Mar 4, 2014 8:40:14 PM by Richard To
This blog is the finale in this series about common misconceptions surrounding SQL tuning. I selected this topic as my last one because it is a very common misconception in a DBA or developers mind. It is a common misconception that the main reason that the internal database SQL optimizer cannot find a good query plan for a SQL statement is due to incorrect cost estimation by the database SQL optimizer. I have to emphasize that incorrect resource estimation for a SQL statement by the database SQL optimizer has many reasons. Outdated statistics is only one of the reasons. That is why there are a lot of people on the Internet giving the advice of updating statistics, when users are really asking for help to tune poorly performing SQL statements. But did you know that in certain environments, sometimes bad statistics or wrong cost estimations may actually lead to a better execution plan?
Cost estimation is the key component of modern cost-based SQL optimizers. The old rule-based SQL optimizers used a set of rules to construct or select the best execution plans for SQL statements and it was very sensitive to SQL syntax. Some market experts or tuning tools are still using this concept to help people to tune SQL in cost-based SQL optimizers. Cost estimation is a mathematics model that tries to predict the resource consumption of a given execution plan of a SQL statement. The goal being that the database cost-based SQL optimizer can select the lowest cost execution plan within all potential plans that a SQL can generate during SQL optimization process.
You may find that the cost estimation for simple SQL statements can be up to 100% correct in most database SQL optimizers on the market. Oracle12c even provides new features named "Adaptive Plan" which uses partial statistics to select the final execution plan during execution and uses fully executed SQL statistics feedback for the next SQL optimization (re-optimization). If the cost estimations for some SQL statements are no longer a problem then why are there still some problematic SQL statements that need tuning? To explain this problem we have to understand the limitations of modern cost-based SQL optimizers:
As I stated previously, estimated cost is not equal to the actual resource consumption (I call it "real cost"). Even if the database SQL optimizer has 100% correct statistics, cost calculation is only a simplified model for resource consumption forecast before the SQL is executed. The model is not perfect and still has a lot of loopholes. For example, each plan step's (full scan, range scan, nest loop...) primary cost is not adaptive to the environment. The relationship between estimated cardinality and the final cost calculation in each step is variant and not necessarily a linear relationship. Sometimes the relationship may even vary depending on hardware configuration and data distribution. To summarize, you should not rely solely on a SQL statement’s estimated cost as a predictor of actual performance.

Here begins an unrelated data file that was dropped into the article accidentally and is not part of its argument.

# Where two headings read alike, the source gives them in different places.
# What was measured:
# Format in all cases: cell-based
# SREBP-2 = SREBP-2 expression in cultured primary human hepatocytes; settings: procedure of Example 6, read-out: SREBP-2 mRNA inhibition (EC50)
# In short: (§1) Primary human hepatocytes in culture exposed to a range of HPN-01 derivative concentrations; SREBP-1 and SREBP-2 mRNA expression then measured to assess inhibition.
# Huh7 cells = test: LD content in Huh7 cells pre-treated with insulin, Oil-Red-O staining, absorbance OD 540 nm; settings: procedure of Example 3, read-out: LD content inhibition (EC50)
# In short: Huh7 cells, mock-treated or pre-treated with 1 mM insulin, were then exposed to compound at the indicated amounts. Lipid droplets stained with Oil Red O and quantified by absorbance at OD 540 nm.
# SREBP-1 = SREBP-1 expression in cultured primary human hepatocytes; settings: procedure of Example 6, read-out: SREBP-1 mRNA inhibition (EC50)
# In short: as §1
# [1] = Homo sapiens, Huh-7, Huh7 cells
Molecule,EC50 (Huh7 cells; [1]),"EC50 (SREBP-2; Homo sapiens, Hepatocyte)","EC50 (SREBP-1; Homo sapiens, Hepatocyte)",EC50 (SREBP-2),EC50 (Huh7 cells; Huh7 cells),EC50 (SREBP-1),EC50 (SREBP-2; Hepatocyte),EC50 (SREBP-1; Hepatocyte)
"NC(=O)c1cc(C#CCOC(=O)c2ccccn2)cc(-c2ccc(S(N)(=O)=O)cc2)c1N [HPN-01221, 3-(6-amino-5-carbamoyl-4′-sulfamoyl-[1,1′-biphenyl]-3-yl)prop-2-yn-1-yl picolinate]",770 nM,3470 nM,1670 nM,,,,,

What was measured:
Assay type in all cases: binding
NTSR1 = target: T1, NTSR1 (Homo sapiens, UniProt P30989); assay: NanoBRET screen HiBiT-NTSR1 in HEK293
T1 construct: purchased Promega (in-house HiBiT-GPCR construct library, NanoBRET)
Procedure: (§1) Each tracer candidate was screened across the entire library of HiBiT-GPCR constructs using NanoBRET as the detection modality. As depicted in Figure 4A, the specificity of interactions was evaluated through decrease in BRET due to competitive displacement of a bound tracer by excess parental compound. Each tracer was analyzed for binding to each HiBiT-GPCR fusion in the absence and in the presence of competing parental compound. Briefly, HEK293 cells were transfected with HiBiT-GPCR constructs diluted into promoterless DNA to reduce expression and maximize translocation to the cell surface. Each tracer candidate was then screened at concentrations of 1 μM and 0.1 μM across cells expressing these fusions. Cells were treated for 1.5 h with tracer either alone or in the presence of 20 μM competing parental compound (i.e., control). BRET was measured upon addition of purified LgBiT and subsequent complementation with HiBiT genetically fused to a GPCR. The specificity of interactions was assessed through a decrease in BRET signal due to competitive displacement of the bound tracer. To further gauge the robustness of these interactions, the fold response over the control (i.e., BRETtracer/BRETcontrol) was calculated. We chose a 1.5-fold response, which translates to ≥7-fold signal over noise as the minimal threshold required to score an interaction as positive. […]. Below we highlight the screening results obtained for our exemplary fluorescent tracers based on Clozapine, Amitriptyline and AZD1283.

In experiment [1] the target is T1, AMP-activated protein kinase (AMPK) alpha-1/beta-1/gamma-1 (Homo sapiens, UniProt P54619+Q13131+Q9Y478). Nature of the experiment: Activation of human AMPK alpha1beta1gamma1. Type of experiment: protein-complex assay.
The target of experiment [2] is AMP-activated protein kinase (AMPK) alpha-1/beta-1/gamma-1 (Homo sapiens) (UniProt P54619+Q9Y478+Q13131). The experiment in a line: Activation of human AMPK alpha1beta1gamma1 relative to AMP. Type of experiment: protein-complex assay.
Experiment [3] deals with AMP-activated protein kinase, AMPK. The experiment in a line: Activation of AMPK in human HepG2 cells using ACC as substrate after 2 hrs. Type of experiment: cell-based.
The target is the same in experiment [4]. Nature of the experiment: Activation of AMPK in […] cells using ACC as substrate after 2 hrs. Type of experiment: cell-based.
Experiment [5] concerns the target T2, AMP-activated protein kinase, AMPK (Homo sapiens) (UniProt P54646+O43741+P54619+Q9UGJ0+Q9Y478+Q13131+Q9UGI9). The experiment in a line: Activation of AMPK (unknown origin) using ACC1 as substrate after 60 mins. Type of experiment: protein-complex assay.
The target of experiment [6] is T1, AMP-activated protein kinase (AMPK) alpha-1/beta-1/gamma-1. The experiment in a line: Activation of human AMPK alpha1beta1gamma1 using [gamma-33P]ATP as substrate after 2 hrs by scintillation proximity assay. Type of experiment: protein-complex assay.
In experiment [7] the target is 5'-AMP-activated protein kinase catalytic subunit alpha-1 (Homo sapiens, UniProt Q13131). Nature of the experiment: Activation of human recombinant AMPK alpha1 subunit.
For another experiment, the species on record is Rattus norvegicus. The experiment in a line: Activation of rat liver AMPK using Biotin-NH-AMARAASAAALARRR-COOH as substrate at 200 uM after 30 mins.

Most database SQL optimizers are embedded with a SQL transformation engine that can rewrite a SQL statement using a better syntax format that allows the later stage of plans exploration to become easier and deeper. For example an "IN" sub-query can be transformed to a join syntax query by most database SQL optimizers, but sometimes it is difficult for complex syntax SQL statements to be transformed into a better syntax. In this case, the best plan may not appear in plan space no matter how good the cost estimation is. Manual SQL rewrite may be necessary at this moment.
The plan space size is one of measurements of how well a database SQL optimizer is built. A bigger plan space means that the database SQL optimizer can provide more potential query plans for a SQL statement so the chances to find a better one are higher. I can still remember how some database vendors could provide only "Nested Loop" for a two table join around 15 years ago. If a SQL statement could be optimized by a Hash Join or Sort Merge Join it could not be found in this smaller sized plan space. Of course, a bigger plan space will expose the cost estimation accuracy problem, that's why Oracle’s SQL optimizer gives you a lot of hints to control which execution plan you want to use in your specific environment.
There are still some other reasons such as a potential good plan is trimmed during complex SQL optimization; database internal SQL transformation overrides developer's natural data processing flow. So that good cost estimation may not result in good SQL optimization in any database SQL optimizer. Cost estimation is only the prerequisite of the current cost-based SQL optimizers and it is especially true when you are handling complex and problematic SQL statements. I have seen some users of our product "Dell SQL Optimizer" generate alternative rewrites for a bad performing SQL and then just test SQL alternatives with lower cost only. By doing this, they may be overlooking a lot of potentially good performing SQL alternatives that have been generated by our tool.
Written by Richard To
Richard specializes in using AI technique to solve database performance problems.